Marcellus job creation not that rosy

Posted by By at 23 June, at 16 : 27 PM Print

The Keystone Research Center published a report this week saying the Marcellus shale industry has created fewer than 6,000 jobs in the past three years in Pennsylvania. That is a far cry from the 48,000 jobs some media outlets have been touting as created in 2010 alone.

The difference?

According to the KRC report, the higher number counted all “new hires,” including replacements for workers who quit, were fired or for some other reason no longer work at their Marcellus industry jobs.

In turn, the media reports – and statements by some politicians and other government leaders – were based on a report by the Department of Labor and Industry which itself specified “new hires,” but did not sufficiently point out the difference between “new hires” and “new jobs.”

It works like this: a company needs another truck driver, so it creates a new position and hires a driver. But the hours are long, the pay insufficient, and the driver quits, forcing the company to hire another driver. The fellow works a month or so before finding a better offer elsewhere, and a new driver is hired to take his place. Meanwhile, a senior driver retires to spend some time canoeing with his grandkids on the Juniata River; the company hires a driver to replace the retired worker.

During the reporting period, our fictitious company has hired four drivers.

It has created one job.

In fact, L&I reports that Marcellus drilling has created 9,288 jobs between 2007 and 2010, and lost 3,619 jobs, for a net gain of 5,669 new, Marcellus-related, jobs in Pennsylvania during the three years the industry has been underway in the state.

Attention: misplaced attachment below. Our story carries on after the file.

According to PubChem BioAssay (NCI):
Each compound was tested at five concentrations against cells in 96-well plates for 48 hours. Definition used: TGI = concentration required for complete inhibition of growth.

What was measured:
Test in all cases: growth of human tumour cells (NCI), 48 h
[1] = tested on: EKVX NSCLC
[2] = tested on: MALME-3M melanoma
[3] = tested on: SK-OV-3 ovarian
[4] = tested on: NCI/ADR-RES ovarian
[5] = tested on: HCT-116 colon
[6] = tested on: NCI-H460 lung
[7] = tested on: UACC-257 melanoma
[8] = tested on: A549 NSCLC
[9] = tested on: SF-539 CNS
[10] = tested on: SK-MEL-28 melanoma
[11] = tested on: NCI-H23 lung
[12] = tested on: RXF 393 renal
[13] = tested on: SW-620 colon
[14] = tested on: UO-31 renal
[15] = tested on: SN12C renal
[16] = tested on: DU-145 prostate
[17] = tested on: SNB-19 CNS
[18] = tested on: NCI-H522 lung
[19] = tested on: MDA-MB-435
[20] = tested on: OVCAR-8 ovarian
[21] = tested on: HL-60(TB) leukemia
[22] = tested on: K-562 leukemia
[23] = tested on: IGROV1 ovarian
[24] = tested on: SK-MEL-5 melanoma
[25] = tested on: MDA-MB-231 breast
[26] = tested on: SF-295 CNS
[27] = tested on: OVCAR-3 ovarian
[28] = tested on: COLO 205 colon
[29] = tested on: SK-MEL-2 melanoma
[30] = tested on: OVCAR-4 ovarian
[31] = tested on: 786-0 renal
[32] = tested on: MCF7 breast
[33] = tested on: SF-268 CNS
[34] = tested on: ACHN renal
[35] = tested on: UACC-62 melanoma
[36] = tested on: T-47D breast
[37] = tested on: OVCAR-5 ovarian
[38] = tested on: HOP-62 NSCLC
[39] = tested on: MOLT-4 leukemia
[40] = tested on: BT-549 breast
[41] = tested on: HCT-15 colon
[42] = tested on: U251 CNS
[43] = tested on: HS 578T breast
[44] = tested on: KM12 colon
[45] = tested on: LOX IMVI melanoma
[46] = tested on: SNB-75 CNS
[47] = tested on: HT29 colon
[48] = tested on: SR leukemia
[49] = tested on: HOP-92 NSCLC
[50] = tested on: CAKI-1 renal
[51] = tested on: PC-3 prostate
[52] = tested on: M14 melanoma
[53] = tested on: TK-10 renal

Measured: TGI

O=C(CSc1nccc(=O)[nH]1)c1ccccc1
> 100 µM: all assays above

L&I did include an explanation of the difference between “new hires” and “new jobs,” but apparently not in bold enough type. A subsequent report by the Marcellus Shale Coalition also touted the 48,000 workers hired last year by “the Mighty Marcellus.”

The industry did not seem unhappy that the media had not seen fit to explain the numbers. Until the day after the KRC report pointed out the error.

Tuesday, Marcellus Shale Coalition president and executive director Kathryn Klaber called the KRC report “yet another thinly-veiled, politically-timed attack on an industry that is creating family-sustaining jobs.”

Later that day, Republican Party of Pennsylvania Executive Director Mike Barley called the KRC report “an attack on job creation.” He said the 48,000 jobs “are real jobs and so are the people filling them and the families these jobs are sustaining.”

Even 6,000 jobs is not a bad contribution to the state’s economy, especially in counties that suffer from low employment opportunities, such as those in the north-central part of the Commonwealth, where most of the Marcellus drilling is occurring. In fact, in the northern tier counties – Tioga Bradford, Susquehanna, Sullivan, and Wyoming – Labor and Industry reports a more than 1,500 percent increase in employment between the end of 2007 and the same time in 2010.

On the other hand, that percentage represented 1,335 jobs. That is a far cry from 48,000 jobs in one year.

It’s not clear, at this point, how many of the “new hires” are from the ranks of Pennsylvania residents previously unemployed, and how many of those jobs are high wage and how many are at the lower end of the pay scale.

The industry is allowed to brag about its job creation, but it would be nice if it would be as quick to correct erroneously inflated numbers as it is to complain when the error is corrected by outside reporters.

As former New York Sen. Daniel Patrick Moynihan noted, “Everyone is entitled to his own opinion, but not his own facts.”

Photo by Tom Owad

This post was written by:
- who has written 169 posts for Rock The Capital
John Messeder is an award winning journalist with more than 35 years experience writing about education, environment and local government issues. He has lived in Maine, Florida, California and Alaska, and, by temporary turns, numerous places in between. John also is an accomplished photographer, and avid hiker, conservationist, oral history buff, and author of several books he has not yet got 'round to writing. He lives in Adams County, Pa., just over a hill from Gettysburg, with his wife and Golden Retriever. He may be contacted at - Email jmesseder

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